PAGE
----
The Miniature Spitz can get along well with other pets (though they’ll also be perfectly happy to be the only animal in the home since it means they’ll get all the attention!). They’ll get along best with other canines; just be sure both dogs get equal attention. Otherwise, the Spitz may want to tussle for more. This breed’s prey drive is high, so be careful with smaller animals like felines and hamsters. A Miniature Spitz can get along with smaller pets, but it requires extensive early socialization and slow introductions to win over that prey drive.

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Things to Know When Owning a Miniature Spitz:

There’s much more to know when it comes to owning a Miniature Spitz, of course. You’ll need to know how much exercise they need, how difficult it is to train them, and so on.

Food & Diet Requirements 🦴

Like all canines, the Miniature Spitz will require high-quality dog food that is high in protein. However, feeding these dogs a food specifically designed for smaller breeds is advisable to ensure they receive all the nutrients they need. Speak with your vet about how much your Miniature Spitz should eat each day; every dog is an individual, and your vet will know best how much food is suitable.

You will want to be careful not to overfeed this breed. The Miniature Spitz can easily put on weight if you aren’t careful, and those extra pounds can lead to health issues. Also, remember to give them treats only in moderation!

Miniature Spitz
Image Credit: TinaKirk, Pixabay

Exercise 🐕

Though the Miniature Spitz is a lively dog that enjoys being active, they only need 30–60 minutes of exercise a day. These can include walks, running around the backyard, or a good game of chase. However, these dogs will likely be more than happy for more exercise than that, such as longer walks or short hikes.

Be sure to secure your yard well before letting your Miniature Spitz into it alone. Due to their size, these pups are pros at wiggling through small spaces, so they can slip through tiny gaps in a fence. Also, block off any pools or ponds on your property, as these canines aren’t particularly good swimmers.

Training 🎾

Because this breed is incredibly intelligent and eager to please, they tend to be fairly easy to train. However, they have a wide independent streak and dislike being forced to do things, which can occasionally throw a wrench into training plans. By sticking with mini-training sessions and using plenty of positive reinforcement, though, you should be fine training your dog.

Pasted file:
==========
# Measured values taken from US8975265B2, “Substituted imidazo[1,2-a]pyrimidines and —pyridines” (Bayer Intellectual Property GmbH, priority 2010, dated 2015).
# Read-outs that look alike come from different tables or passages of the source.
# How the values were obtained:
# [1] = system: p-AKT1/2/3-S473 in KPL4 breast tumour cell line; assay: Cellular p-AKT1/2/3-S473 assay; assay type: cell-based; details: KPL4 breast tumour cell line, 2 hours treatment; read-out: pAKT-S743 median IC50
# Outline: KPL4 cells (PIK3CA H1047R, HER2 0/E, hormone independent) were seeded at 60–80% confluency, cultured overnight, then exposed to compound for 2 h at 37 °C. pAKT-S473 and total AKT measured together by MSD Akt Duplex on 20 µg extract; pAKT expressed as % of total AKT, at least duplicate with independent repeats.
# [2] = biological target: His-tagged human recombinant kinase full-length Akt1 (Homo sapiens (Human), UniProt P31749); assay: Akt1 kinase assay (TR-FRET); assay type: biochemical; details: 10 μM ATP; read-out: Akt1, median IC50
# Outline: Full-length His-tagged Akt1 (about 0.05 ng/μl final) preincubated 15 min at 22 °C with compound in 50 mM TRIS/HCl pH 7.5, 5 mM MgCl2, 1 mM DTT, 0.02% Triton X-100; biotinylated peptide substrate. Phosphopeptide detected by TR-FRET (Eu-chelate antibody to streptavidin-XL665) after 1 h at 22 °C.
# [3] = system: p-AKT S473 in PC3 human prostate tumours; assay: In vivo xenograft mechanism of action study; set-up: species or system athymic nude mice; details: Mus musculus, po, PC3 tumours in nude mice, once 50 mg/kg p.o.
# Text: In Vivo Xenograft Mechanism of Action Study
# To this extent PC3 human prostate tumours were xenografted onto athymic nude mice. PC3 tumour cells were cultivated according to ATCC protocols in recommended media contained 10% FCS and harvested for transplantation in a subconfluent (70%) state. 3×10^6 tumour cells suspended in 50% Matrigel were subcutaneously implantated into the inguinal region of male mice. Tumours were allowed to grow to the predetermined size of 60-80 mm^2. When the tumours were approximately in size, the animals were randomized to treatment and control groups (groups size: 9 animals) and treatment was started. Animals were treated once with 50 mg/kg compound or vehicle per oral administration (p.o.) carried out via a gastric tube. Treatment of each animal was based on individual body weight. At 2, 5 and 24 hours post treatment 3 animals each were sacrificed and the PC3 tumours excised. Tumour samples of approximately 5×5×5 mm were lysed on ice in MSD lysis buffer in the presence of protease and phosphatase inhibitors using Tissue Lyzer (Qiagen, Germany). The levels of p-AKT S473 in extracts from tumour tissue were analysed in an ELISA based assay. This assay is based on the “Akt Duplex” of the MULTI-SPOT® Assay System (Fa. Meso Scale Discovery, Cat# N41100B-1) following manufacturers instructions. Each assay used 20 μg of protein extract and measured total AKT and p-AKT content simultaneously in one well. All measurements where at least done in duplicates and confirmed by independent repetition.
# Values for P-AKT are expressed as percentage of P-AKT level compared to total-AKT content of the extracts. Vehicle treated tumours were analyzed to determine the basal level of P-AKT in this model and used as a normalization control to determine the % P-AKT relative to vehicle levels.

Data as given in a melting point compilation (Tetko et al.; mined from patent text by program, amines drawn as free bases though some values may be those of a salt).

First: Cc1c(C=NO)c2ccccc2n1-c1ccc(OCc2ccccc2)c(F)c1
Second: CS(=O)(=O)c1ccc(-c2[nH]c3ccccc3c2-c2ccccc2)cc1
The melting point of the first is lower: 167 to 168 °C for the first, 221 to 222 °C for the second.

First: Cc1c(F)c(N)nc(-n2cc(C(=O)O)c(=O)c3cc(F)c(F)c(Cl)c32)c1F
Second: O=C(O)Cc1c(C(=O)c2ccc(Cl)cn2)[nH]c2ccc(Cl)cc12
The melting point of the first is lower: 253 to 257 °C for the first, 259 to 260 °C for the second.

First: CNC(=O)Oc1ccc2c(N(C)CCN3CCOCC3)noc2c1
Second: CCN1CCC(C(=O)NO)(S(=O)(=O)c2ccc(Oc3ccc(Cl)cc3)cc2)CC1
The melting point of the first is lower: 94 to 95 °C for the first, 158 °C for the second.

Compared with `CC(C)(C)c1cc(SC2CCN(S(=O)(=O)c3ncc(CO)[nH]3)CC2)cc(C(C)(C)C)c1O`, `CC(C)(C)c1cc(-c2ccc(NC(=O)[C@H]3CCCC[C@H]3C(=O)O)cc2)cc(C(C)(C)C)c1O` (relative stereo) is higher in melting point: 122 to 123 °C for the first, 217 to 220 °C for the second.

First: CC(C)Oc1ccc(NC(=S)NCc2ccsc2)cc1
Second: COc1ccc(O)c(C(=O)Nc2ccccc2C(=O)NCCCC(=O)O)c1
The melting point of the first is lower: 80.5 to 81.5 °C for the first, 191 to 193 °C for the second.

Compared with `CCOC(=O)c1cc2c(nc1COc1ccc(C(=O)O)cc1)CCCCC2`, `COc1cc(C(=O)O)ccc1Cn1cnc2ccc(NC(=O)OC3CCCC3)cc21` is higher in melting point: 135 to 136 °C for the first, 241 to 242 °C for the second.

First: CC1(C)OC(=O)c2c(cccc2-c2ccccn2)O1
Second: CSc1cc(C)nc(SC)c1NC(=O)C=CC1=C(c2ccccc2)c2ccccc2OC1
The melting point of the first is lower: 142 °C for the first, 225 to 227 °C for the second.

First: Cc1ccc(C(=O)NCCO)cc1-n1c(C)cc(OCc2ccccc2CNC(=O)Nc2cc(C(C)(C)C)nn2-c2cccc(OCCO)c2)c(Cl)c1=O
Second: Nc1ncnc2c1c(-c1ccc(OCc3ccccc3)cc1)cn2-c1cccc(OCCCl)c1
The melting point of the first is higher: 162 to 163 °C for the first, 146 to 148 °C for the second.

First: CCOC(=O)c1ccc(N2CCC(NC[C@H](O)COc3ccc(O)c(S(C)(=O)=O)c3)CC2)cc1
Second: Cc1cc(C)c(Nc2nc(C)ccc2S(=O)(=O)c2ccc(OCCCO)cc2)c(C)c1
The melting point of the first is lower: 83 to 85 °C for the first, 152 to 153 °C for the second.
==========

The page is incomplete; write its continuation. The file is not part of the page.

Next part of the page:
One specific area you’ll want to train them in is not barking. These dogs are known to bark at anything and anyone new, which can quickly become overwhelming not only for your household but any close neighbors.

Grooming ✂️

Grooming a Miniature Spitz is a bit less simple than training one, but it isn’t overly complicated. It just requires some work on your part. These dogs have a large double coat that should be brushed every other day to remove dead hair, minus the two times a year the undercoat sheds, when brushing should be daily. (Expect to find dog hair everywhere when the undercoat sheds!) Luckily, these pups won’t need baths very often. Even if they get extremely muddy, you should be able to brush the mud out if you let it dry first.

Other than regular brushings, your Miniature Spitz will need to have their nails regularly trimmed. You’ll also want to brush their teeth often to help prevent dental disease, as well as clean their ears frequently to prevent infections.

Miniature Spitz
Image Credit: pasja1000, Pixabay

Health and Conditions 🏥

Though this breed is generally healthy, there are a couple of conditions they are prone to developing. By adopting a dog via a reputable breeder, though, you should be getting a pup who has been tested for common ailments, and you can be informed of any potential future health concerns.

Minor Conditions
  • Patella Luxation
Serious Conditions
  • Progressive Retinal Atrophy

Male vs Female

There is little difference between males and females when it comes to the Miniature Spitz. Males may be slightly bigger, but the two sexes will be relatively close in size. They’ll also be similar in personality, so which sex is best for you depends on your preference.

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3 Little-Known Facts About the Miniature Spitz

Want to learn even more about the Miniature Spitz? Here are three things you might not have known about these pups!

1. The German Spitz is an incredibly old breed.

The Miniature Spitz is the, well, miniature version of the German Spitz, and the German Spitz is ancient. The first known mention of the German Spitz was in 1450!

2. This breed used to be referred to as “mistbeller”.

The German Spitz was originally quite popular with farmers, as they made excellent watchdogs. They’d sit at the highest point of the farm to keep an eye on things. However, sometimes the highest point was where the muck heap was, leading to the nickname “mistbeller”, which loosely translates to “dung-hill barkers”.

3. The breed was popular with royalty.

In fact, Queen Victoria and Queen Charlotte were fans!

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Final Thoughts

The Miniature Spitz is the miniature version of the German Spitz and makes for a feisty, lively, loyal, and affectionate companion. These pups are a blast and make wonderful family dogs (though they do better with older children). They’ll also keep an eye out on you and your home and alert you (loudly) if anyone approaches. The German Spitz is a rarer breed in the U.S., though, so if you’re located there, you might have difficulty finding one of these adorable dogs.

Featured Image Credit: Grigorijkalyuzhnyj, Pixabay